The lipid profile is used to help determine an individual’s risk of heart disease and to help make decisions about what treatment may be best if there is borderline or high risk. The results of the lipid profile are considered along with other known risk factors for heart disease to develop a plan for treatment and follow-up. Depending on the results and other risk factors, treatment options may involve lifestyle changes such as diet and exercise or lipid-lowering medications such as statins.
The lipid profile measures cholesterol, triglycerides, high density lipoprotein cholesterol (HDL-C, “good” cholesterol) as well as calculates low density lipoprotein cholesterol (LDL-C, “bad” cholesterol). Triglycerides are a form of fat and a major source of energy for the body. Below are the desirable ranges for the components of the lipid profile:
Cholesterol <200 mg/dL (5.18 mmol/L)
HDL-cholesterol > 40 mg/dL (1.04 mmol/L)
LDL-cholesterol <100 mg/dL* (2.59 mmol/L)
Triglycerides <150 mg/dL (1.70 mmol/L)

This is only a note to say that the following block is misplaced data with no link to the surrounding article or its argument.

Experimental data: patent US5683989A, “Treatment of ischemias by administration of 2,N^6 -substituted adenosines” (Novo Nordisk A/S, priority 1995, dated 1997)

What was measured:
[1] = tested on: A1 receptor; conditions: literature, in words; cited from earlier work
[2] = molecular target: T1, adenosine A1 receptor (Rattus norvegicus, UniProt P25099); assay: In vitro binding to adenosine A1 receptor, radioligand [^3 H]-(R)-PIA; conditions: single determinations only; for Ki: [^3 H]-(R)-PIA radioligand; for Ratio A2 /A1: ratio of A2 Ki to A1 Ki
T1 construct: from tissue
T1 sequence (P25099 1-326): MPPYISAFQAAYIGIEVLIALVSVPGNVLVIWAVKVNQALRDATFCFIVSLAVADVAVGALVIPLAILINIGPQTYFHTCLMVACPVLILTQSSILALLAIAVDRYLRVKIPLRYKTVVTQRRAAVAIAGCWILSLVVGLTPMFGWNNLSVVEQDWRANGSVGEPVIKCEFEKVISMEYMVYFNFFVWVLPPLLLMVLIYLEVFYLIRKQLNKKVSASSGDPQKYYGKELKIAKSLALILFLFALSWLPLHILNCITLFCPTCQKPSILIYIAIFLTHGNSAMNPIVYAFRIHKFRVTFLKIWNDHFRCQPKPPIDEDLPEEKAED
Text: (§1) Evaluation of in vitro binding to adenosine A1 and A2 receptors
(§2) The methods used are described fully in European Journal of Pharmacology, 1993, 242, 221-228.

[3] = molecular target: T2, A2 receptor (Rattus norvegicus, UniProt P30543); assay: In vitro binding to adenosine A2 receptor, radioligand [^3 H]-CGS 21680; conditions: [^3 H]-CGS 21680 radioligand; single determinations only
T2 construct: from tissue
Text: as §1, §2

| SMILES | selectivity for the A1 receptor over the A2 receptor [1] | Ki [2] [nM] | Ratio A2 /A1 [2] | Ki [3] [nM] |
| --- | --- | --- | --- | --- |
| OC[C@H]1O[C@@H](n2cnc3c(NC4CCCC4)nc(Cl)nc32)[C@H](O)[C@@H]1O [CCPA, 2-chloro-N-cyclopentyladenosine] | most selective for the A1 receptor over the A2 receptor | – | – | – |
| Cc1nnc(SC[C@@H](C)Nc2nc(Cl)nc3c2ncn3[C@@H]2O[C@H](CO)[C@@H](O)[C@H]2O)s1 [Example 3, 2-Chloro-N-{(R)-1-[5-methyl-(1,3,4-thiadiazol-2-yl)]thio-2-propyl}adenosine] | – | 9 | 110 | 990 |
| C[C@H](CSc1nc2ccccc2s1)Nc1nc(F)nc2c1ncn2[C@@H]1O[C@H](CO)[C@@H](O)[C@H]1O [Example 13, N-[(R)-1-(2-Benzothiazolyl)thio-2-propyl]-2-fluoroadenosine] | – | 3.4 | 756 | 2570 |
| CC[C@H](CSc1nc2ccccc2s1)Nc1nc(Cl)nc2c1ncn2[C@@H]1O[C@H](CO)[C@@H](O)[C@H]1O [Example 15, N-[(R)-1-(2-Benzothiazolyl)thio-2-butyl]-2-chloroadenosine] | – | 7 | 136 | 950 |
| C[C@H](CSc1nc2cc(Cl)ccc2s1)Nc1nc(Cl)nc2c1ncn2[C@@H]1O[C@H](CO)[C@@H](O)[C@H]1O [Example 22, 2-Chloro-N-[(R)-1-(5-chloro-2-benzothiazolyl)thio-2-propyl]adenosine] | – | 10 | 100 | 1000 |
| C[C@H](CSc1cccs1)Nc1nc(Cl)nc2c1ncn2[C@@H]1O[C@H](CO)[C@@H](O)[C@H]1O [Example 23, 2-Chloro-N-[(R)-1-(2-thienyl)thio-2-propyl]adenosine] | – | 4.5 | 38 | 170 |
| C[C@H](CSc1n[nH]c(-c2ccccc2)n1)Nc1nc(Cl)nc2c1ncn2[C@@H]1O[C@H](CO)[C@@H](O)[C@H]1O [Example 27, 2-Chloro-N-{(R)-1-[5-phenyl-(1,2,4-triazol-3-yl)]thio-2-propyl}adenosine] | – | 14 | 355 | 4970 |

* optimal; levels will depend on the number and type of risk factors present and why testing is being done
Some other information may be reported as part of the lipid profile. These parameters are calculated from the results of the tests identified above.
Non-HDL-C — calculated by subtracting the HDL-C result from the total cholesterol result; this is considered to be the portion of cholesterol that is most likely to lead to hardening of the arteries (atherosclerosis).
Very low-density lipoprotein cholesterol (VLDL-C) — calculated by dividing the triglyceride value by 5 (if in mg/dL, or by 2.2 if in mmol/L); this formula is based on the typical composition of VLDL particles; there is growing evidence that VLDL-C plays an important role in the process that leads to the formation of plaques in arteries.
Cholesterol/HDL ratio — calculated by dividing the HDL-C result into the total cholesterol result; a higher ratio indicates a higher risk of heart disease while a lower ratio indicates a lower risk.